It’s a well-known fact that as we get older, we lose our muscle tone and strength – that’s the bad news. The good news is that we can get back to peak muscle fitness at any age, with minimum effort.
Age-related muscle loss – also known as sarcopenia – is reversible with the right exercise and tweaks to your diet.
“We all lose muscle cells and strength as part of the process of ageing,” explains arthritis researcher Dr Tom Margham.
“However, our research has shown that many of the symptoms we associate with ageing, such as tiredness, are caused by being physically inactive. So, unless you take steps to fight it, muscles shrink and fat invades them, leading to a change in body composition that can trigger a decline in muscle function which, in turn, can lead to potentially serious and disabling problems,” he comments.
Potential causes of muscle loss include age-related decreases in some hormones, being less active, lower protein intake (and decreased ability of the body to synthesise it), as well as inflammation caused by oxidative stress (a process similar to rusting).
“But, even small lifestyle changes can help maintain and also build muscle, helping you look and feel better now for decades to come,” Dr Margham adds.
It’s never too late to reach peak muscle fitness. Regular exercise not only slows the rate of muscle loss, but can also restore muscle strength and power to your individual peak potential – no matter your age or level of fitness.
A University of London study found that exercise training three times a week, for just three months, increased knee strength by 27%. And that was shown in women aged over 75! What’s not to like?
Weight your workout
“Resistance (strength) training is what you need to build muscle, and slow muscle loss,” says Dr Margham.
Two or three 15- to 20-minute sessions a week, using free- or fixed weights or resistance bands, is enough. Start gently and build up gradually to heavier weights or stronger bands.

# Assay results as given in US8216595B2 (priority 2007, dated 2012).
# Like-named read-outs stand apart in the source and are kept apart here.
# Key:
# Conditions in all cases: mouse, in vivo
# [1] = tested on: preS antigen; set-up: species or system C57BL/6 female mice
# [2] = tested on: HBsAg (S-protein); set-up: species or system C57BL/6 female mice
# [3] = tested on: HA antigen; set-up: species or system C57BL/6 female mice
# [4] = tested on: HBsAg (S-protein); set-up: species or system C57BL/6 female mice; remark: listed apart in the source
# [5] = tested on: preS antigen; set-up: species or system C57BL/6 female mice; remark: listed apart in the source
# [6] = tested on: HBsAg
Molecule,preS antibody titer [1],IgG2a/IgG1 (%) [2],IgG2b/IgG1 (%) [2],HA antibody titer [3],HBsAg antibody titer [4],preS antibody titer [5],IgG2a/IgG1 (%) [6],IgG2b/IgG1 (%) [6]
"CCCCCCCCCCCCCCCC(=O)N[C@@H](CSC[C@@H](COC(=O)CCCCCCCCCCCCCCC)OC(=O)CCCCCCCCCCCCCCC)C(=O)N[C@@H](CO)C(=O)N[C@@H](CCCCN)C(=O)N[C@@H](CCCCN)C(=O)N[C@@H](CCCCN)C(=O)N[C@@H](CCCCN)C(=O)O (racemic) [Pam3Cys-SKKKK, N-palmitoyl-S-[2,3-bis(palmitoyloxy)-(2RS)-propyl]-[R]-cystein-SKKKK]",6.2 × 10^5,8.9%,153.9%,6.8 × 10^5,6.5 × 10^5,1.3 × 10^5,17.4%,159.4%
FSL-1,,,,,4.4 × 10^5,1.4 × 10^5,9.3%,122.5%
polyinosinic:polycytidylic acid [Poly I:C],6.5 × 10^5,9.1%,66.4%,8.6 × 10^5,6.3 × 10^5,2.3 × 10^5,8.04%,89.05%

Yoga, Tai Chi and Pilates also enhance muscle growth and strength.
According to a 2013 Canadian study, long-term aerobic exercise can boost all-over muscle strength. Cardio also helps the body use insulin, and boosts blood flow to the muscles, both essential for building healthy muscle.
Find an activity you like – dancing, running, brisk walking, biking, tennis, or swimming – and stick with it.
If you think walking might be more your speed, try our walking plan for beginners:
Get up, stand up
“The more you sit, the worse it is for both your muscles and bones,” says Dr Tahir Masud, a professor of geriatric medicine, who also conducts research into sarcopenia.
“In fact, the more you build up your muscles, the stronger your bones become. That’s because the muscles ‘load’ the bones, helping to stimulate the cells that form new bone.”
Walk up and down stairs as often as you can, and build several five- or 10-minute walks into your day.
Eat (oily) fish
Omega-3 fatty acids found in oily fish can double the benefits of strength training. “As we get older, muscles are not as good at repairing themselves after exercise, which is what stimulates them to grow,” says Dr Stuart Gray of Aberdeen University.
In a pilot study led by Dr Gray, women who did two resistance-exercise sessions, and took fish-oil supplements, had a 20 to 25% increase in muscle strength, compared to the 10 to 15% increase in those who did exercise alone.